Education and Schools in Hong Kong
Schools in Hong Kong are well regarded academically. Alhough public schools uphold a high standard of learning, the curriculum is centred on learning by repetition and frequent examinations. As a result, expat families customarily enrol their children in private international schools. Fortunately, the melting pot nature of Hong Kong ensures that there are many international teachers and school options for expat children.
Schools in Hong Kong
There are a large number of international schools in Hong Kong that teach the British, American or Australian curriculum, and which are attended by both foreigners and locals who want to get a foreign education. There is also some choice, although it is more limited, for families from many other countries who want their little ones to continue with their national curriculum. These include, but are not limited to, Canadian, Norwegian, French, German and Swiss schools.
There are also a few local schools that have English instruction streams. These should be carefully researched, as many local schools advertise as English schools but conduct the majority of classes in Cantonese. These schools would just be an extra challenge for non-Chinese speaking children and parents.
The competitive nature of schools in Hong Kong means that private tutoring is very common. Children often spend several hours before and after school attending tutoring sessions and music lessons to make themselves more attractive to the international schools. Many expat families adopt this local practice to allow their children to keep up with their peers. School years are typically from September to July.
Most expat families living in Kowloon or the New Territories choose an international school based on proximity to their home in order to cut down on the time it takes to commute.
The limited number of places at international schools in Hong Kong has become a primary concern of expats families lately. This form of education has become so popular among well-to-do local families that places are often filled by non-expat children. Those who want to find English-medium instruction are finding it increasingly difficult to compete for school slots, which are often assigned well before primary school begins. Enrolling students in the best schools is often nearly impossible; however, the good news is that international companies sometimes reserve spots for their employees’ kids.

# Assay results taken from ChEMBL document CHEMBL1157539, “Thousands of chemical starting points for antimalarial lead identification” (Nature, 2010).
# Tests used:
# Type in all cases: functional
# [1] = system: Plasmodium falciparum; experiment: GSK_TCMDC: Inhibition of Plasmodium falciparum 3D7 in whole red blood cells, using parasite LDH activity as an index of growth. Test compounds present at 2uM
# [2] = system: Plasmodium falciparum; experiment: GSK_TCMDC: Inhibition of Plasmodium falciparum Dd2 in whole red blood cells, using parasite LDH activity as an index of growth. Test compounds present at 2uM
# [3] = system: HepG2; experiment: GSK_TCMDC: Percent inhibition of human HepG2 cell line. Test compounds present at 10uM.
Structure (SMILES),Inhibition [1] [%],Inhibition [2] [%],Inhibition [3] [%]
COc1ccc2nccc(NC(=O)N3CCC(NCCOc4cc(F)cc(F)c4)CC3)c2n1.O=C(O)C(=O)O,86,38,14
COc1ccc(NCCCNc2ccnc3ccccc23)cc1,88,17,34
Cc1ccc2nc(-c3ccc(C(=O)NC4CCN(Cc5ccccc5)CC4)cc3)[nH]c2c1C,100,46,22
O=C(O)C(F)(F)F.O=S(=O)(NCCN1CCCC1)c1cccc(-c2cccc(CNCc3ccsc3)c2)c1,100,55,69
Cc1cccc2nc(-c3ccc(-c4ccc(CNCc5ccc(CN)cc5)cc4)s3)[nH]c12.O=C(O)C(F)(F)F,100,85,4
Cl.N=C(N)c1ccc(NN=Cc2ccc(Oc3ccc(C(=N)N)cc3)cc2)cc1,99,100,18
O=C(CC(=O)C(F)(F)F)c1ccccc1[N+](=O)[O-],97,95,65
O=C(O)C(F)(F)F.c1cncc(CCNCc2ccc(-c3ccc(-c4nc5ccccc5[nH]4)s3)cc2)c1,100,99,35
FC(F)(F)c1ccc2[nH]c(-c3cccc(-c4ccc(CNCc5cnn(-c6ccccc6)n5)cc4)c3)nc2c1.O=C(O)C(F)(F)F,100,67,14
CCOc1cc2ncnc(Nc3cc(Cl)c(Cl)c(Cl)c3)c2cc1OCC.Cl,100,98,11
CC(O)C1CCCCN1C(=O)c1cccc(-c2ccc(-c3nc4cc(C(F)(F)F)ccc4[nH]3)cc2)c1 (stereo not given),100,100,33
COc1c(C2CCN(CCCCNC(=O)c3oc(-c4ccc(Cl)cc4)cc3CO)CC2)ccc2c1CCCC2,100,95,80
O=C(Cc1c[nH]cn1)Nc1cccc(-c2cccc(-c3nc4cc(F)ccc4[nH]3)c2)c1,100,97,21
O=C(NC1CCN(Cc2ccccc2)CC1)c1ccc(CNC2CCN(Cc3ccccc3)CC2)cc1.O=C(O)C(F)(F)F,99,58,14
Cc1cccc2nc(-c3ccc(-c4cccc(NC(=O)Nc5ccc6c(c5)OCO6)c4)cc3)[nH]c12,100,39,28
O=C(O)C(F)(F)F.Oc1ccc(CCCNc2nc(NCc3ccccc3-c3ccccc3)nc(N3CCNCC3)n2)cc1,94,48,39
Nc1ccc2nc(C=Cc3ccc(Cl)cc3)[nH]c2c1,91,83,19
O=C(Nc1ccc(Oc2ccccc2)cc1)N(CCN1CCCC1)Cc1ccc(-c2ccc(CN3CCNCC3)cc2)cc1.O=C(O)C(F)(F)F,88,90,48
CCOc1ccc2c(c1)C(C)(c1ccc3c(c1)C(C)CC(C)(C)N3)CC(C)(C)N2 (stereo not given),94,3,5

Tuition and costs
The English School Foundation runs 20 Hong Kong schools, partly subsidised by the government, and tuition is upwards of 97,000 HKD per annum for secondary school. Strictly private international schools can be considerably more expensive – as much as 210,000 HKD per annum. These fees will sometimes be covered by corporate expat packages, although this is becoming less common.
Families with an expat package that does not include a school subsidy are finding the cost of education in Hong Kong to be prohibitively expensive. A growing number of expats are choosing to return to their home countries because they can no longer afford to educate their children abroad. The increasing school fees are currently a source of concern and ongoing debate within the international community, and should be carefully considered before moving to Hong Kong with a family.
Homeschooling in Hong Kong
Homeschooling is illegal for locals, but expat families are generally allowed to pursue this option. There is a homeschooling support network located primarily in Discovery Bay, a popular location for expat families.
Adult education in Hong Kong
Adults interested in continuing their own education will find a number of reputable graduate programmes in subjects from education to creative writing and business. Hong Kong universities offer many classes and degrees in English. Tuition is competitive, and many of the degree programmes are designed for working professionals who can only attend classes on the weekends.
There are also a number of language schools for expats of any age wishing to learn Cantonese or Mandarin. Some of the top ones are Amerispan, the Hong Kong Language Learning Centre and the Chinese University of Hong Kong. Language exchanges and private tutoring are also common.
Education is taken very seriously in Hong Kong culture. Teachers are treated with a great deal of respect, and students tend to be disciplined and well behaved. Despite the challenges, Hong Kong can be a great place to learn.